Once asbestos fibres are disturbed, they are released into the air and are known as ‘airborne’. Commonly referred to as asbestos dust, these fibres are so tiny they are difficult to detect by the naked eye. In large clouds of asbestos dust, you will be able to see the particles in the air. Asbestos dust is particularly dangerous as it can easily become lodged in the lungs and remain there for life. Asbestos dust can also contaminate clothes, environments, and objects.
What Does Asbestos Sheeting Look Like?
Asbestos was a common addition to cement products, specifically asbestos cement sheeting. Asbestos cement sheeting was a common building material for Australian homes in which the asbestos fibres reinforced thin, rigid cement sheets. An asbestos cement sheeting will typically contain between 5 to 20% asbestos. Adding asbestos makes cement more durable, weatherproof and heat resistant. The most commonly known asbestos sheets were corrugated asbestos sheets, asbestos flat sheets, and asbestos lumber (cement sheathing alternative to timber).
Asbestos cement sheets are white to grey and are very hard. However, when disturbed by power tools or by demolition, these sheets become very brittle and will release friable and harmful asbestos fibres into the air.
What Does Asbestos Insulation Look Like?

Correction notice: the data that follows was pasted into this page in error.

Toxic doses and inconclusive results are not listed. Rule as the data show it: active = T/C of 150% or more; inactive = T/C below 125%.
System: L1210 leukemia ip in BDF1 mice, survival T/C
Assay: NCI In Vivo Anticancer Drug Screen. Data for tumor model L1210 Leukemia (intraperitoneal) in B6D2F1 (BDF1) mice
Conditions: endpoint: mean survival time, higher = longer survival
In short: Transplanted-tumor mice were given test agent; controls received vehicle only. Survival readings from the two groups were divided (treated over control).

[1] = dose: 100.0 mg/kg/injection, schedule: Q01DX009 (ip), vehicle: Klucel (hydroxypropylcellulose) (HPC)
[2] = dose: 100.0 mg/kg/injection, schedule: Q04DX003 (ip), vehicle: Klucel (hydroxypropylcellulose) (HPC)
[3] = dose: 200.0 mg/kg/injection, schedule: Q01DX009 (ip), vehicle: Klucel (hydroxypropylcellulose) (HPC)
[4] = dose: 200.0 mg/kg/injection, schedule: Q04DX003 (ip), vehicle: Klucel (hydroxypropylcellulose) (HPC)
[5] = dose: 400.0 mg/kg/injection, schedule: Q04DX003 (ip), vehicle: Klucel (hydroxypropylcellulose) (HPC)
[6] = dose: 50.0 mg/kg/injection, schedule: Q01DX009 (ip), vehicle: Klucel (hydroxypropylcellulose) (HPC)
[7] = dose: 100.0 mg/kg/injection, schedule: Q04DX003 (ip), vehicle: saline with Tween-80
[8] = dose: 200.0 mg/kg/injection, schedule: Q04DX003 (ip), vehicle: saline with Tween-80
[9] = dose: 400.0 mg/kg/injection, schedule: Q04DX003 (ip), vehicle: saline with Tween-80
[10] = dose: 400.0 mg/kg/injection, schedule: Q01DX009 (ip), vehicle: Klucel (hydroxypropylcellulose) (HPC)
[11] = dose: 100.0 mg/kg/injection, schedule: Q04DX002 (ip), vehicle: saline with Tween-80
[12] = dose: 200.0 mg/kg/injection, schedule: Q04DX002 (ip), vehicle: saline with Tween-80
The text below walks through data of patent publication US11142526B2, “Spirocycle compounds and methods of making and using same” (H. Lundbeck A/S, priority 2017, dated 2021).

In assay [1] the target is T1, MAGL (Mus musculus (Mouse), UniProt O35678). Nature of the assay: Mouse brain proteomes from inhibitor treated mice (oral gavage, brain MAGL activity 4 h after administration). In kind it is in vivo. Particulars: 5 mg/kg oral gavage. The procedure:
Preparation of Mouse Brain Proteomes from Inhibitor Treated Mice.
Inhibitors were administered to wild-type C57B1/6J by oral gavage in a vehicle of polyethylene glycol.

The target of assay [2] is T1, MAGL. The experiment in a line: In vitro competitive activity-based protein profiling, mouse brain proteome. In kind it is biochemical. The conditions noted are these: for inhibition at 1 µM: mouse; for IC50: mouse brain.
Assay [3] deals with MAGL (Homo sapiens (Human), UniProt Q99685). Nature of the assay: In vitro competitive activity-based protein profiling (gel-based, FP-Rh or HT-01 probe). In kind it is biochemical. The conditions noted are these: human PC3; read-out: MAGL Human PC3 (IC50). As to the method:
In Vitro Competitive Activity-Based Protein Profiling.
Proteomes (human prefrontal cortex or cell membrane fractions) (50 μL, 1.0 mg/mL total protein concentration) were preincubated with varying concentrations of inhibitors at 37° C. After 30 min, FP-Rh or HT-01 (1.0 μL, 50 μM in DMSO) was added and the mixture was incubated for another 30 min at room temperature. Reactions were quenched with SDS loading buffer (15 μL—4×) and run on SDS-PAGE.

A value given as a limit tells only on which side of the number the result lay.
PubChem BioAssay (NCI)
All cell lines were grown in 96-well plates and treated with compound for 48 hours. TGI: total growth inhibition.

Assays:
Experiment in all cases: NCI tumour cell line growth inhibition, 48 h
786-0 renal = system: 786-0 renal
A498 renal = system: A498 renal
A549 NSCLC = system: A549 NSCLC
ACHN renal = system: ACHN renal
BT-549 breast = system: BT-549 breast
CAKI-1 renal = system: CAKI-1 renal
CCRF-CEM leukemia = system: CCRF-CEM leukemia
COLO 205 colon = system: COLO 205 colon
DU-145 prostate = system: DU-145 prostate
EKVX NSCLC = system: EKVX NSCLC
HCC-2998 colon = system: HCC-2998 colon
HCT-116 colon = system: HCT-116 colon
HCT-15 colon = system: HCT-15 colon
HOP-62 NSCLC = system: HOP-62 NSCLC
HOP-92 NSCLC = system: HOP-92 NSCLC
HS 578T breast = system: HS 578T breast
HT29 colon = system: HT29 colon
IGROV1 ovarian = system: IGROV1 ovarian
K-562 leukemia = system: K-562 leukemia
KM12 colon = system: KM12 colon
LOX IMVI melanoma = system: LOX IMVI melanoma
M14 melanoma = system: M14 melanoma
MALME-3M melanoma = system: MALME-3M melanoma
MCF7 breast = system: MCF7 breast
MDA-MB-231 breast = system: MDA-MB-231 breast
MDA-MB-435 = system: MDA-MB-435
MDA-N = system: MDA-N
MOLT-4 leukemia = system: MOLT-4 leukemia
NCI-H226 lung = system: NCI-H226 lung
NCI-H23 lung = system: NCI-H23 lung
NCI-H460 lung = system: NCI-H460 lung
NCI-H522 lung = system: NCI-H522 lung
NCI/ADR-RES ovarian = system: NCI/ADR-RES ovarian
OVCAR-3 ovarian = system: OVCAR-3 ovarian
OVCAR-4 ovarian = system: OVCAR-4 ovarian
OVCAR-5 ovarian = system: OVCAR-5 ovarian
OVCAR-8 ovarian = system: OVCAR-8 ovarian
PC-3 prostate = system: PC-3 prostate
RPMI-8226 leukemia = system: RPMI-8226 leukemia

Asbestos naturally held many insulation qualities and was heavily used to insulate roofs, pipes, floors and walls. Asbestos insulation was conventional for both thermal and acoustic insulation, and depending on the nature of the insulation, can be found both raw and mixed in with other products.
Asbestos was used to insulate hot water pipes for both commercial and domestic properties. The insulation was coated to the outside of the pipes and often sealed with a protective coat of paint. Asbestos insulation on pipes is hazardous when disturbed, and is often described as looking like several layers of paper wrapped around the pipe.
Raw asbestos is most often found in the floor or roof cavities as loose insulation. Asbestos loose-fill insulation is the most harmful form of asbestos and if uncovered, poses a considerable risk to those in the environment. Often blue-grey or white, loose fill is 100% raw asbestos and can be similar to candy floss or pebble-like in texture.
What Does Asbestos Wall Insulation Look Like?
Asbestos insulation board products were especially standard for walls, facades, ceilings, fascia, fireproofing and external cladding. Asbestos insulation board products are very fibrous when disturbed and can be challenging to identify with appropriate testing. Wall asbestos insulation can also be loose-fill asbestos insulation; however, more often, asbestos was commonly used for insulation boards for walls and cladding.
What Does Asbestos Look Like in Popcorn Ceiling?
Popcorn Ceiling was a popular spray-on acoustic or textured ceiling trend for commercial properties. The textured finish was popular during the peak of asbestos usage, and as a result, many popcorn ceilings contain the toxic fibre. Asbestos fibres trapped in popcorn ceilings are not harmful until they are disturbed or damaged. Because the fibres are microscopic, it can be almost impossible to detect asbestos without asbestos accredited lab testing.
What Does Asbestos Paint Look Like?